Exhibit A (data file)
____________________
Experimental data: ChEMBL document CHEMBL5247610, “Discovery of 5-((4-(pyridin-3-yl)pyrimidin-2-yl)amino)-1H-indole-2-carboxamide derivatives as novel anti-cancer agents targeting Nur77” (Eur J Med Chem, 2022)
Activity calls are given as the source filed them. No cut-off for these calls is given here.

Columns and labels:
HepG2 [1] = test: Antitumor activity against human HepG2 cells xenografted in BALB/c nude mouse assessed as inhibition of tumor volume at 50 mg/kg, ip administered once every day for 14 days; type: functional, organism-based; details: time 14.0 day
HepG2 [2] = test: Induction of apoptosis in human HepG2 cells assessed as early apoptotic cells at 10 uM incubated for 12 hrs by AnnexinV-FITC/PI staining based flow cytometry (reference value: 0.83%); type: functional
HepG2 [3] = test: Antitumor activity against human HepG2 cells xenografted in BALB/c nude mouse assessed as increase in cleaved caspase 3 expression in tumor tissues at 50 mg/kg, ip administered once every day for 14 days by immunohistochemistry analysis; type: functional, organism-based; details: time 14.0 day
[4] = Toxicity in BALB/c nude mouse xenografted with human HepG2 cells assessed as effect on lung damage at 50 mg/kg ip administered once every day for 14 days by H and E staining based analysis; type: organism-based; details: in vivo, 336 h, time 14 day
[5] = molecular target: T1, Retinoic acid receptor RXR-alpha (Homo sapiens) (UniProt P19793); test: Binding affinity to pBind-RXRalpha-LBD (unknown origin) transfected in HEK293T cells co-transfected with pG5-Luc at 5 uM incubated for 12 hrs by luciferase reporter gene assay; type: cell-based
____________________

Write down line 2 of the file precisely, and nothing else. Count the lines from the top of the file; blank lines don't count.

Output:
Activity calls are given as the source filed them. No cut-off for these calls is given here.